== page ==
Deeds office delays are commonplace in 2020 and the demand is not expected to ease as the property market begins to revive. The registrar continues to battle to expedite the transfer of property ownership due to the backlog created as a result of the impact of COVid-19.

The result is that many would-be home owners are now faced with a very different financial situation than at the time of signing away for their dream house. Covid-19 has brought job losses, salary cuts and a general lack of earning, leaving many people under serious financial stress and now, a few months down the line, unable to negotiate their financial situation. PJ Veldhuizen of legal firm Gillan and Veldhuizen says that his firm has already been forced to turn away helpless clients who are requesting legal advice on property or mortgage transactions. “Now more than ever are we seeing the impact of not having a watertight contract in place.”

Veldhuizen says he is often left aghast at the ‘cut and paste’ type property deals he sees passing his desk. “The problem is that many offers to purchase have either been over-edited or are simply not comprehensive,” he warns. “Many do not go further than the mere approval of the bond as a clause. For instance, they don’t require the actual bond to be ultimately registered in order to fulfil the suspensive condition, i.e. the approval of the mortgage. Buyers may find themselves in the scenario where either the agent or the seller wishes to hold them to the sale or for damages or, in the case of the agent, to the payment of the commission.”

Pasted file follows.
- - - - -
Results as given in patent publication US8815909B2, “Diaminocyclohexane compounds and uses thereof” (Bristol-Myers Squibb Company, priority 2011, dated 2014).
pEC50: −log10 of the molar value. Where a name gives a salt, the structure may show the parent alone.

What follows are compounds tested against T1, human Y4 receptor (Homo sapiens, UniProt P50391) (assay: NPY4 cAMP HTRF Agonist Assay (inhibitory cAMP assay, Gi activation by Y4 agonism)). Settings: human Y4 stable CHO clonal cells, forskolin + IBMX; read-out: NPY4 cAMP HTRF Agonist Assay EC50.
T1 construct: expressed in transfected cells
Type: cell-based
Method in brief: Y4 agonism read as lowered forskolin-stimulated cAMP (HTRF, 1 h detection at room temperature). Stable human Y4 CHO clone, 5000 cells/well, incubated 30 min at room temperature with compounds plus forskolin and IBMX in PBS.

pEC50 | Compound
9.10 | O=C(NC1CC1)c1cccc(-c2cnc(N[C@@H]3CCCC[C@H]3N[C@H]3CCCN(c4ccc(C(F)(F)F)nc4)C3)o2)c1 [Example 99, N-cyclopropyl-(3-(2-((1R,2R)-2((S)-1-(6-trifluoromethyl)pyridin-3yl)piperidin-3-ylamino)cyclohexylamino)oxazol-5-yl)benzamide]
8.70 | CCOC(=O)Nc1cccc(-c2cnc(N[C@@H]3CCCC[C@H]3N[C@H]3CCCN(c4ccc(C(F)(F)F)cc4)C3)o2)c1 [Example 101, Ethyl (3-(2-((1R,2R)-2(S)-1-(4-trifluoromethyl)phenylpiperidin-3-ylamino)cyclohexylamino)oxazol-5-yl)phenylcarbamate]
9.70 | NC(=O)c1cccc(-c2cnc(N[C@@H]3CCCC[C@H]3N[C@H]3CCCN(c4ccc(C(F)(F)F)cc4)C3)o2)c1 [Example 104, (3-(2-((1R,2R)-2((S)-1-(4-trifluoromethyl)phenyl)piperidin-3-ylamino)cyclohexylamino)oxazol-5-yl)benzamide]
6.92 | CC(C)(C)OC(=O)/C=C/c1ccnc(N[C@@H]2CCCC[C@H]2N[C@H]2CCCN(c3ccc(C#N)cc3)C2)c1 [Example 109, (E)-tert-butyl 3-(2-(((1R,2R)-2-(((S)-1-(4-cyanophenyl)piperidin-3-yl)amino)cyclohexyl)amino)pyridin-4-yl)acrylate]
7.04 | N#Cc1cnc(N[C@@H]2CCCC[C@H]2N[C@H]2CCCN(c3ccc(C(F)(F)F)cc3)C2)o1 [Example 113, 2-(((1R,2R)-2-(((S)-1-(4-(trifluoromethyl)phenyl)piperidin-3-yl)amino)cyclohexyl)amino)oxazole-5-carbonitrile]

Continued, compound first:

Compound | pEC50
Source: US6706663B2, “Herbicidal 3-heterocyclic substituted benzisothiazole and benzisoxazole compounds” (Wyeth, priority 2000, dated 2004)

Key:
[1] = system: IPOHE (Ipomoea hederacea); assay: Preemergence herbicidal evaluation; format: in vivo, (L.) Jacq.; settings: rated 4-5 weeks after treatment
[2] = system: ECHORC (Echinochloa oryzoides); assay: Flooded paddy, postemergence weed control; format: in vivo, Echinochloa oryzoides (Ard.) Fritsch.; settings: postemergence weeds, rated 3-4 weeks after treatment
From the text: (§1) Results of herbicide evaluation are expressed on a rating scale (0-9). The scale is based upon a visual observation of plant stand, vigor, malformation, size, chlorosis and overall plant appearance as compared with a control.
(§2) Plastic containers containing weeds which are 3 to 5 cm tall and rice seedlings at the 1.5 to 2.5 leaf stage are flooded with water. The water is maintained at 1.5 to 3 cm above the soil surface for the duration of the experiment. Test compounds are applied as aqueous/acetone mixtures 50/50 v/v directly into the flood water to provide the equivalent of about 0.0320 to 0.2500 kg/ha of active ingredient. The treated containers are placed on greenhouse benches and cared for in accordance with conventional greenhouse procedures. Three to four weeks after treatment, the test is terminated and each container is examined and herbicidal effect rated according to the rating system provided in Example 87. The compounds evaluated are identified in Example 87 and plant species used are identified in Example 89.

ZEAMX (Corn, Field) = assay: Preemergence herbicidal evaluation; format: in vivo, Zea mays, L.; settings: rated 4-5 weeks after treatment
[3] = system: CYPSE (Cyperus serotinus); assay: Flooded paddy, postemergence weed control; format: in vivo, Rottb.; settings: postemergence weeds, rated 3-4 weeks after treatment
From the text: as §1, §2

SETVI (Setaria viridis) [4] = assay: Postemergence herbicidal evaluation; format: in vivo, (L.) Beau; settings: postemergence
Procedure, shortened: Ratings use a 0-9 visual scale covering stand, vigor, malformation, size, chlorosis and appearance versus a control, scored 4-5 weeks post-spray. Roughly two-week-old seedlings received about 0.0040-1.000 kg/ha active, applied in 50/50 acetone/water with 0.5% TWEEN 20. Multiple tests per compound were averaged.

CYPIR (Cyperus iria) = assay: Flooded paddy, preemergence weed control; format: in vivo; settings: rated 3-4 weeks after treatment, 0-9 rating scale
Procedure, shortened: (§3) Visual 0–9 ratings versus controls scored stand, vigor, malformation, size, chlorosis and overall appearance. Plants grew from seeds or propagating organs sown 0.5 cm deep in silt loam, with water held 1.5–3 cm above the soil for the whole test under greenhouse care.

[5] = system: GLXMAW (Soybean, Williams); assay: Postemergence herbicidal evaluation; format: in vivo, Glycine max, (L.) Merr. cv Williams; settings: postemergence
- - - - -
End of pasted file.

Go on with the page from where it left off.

All of this could be avoided by simply letting your lawyer having a read-through prior to signature. “I am continually amazed at people who sign agreements for millions of rand in property purchases without consulting a lawyer, whereas if they were selling a business for a few hundred thousand they would sensibly consult a lawyer to draft the sale of business / shares agreement.

“Penny wise, pound foolish,” he concludes.

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